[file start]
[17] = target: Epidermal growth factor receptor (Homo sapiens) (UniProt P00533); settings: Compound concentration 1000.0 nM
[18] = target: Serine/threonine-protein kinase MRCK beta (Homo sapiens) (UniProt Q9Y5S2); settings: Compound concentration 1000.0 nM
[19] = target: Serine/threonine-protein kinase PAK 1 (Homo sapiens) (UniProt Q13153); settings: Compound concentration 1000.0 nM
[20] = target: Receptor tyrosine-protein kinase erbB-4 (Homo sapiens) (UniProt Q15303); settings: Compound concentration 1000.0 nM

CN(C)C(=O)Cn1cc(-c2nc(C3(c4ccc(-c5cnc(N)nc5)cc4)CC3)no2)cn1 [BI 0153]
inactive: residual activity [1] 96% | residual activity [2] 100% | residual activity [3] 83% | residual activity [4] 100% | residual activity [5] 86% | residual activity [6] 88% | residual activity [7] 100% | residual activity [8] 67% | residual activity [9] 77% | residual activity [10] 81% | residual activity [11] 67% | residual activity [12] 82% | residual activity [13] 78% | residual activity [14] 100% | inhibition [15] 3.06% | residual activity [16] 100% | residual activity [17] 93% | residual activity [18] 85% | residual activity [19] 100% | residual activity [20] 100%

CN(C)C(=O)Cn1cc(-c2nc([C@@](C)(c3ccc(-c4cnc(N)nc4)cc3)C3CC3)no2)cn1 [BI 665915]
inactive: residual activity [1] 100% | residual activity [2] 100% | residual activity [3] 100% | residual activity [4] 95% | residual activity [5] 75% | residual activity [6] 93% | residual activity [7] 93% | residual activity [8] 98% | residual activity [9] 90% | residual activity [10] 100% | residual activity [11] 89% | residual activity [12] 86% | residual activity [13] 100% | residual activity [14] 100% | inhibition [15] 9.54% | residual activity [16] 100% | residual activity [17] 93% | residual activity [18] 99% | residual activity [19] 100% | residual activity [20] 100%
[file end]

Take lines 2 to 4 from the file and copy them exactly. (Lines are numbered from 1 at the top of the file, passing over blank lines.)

[18] = target: Serine/threonine-protein kinase MRCK beta (Homo sapiens) (UniProt Q9Y5S2); settings: Compound concentration 1000.0 nM
[19] = target: Serine/threonine-protein kinase PAK 1 (Homo sapiens) (UniProt Q13153); settings: Compound concentration 1000.0 nM
[20] = target: Receptor tyrosine-protein kinase erbB-4 (Homo sapiens) (UniProt Q15303); settings: Compound concentration 1000.0 nM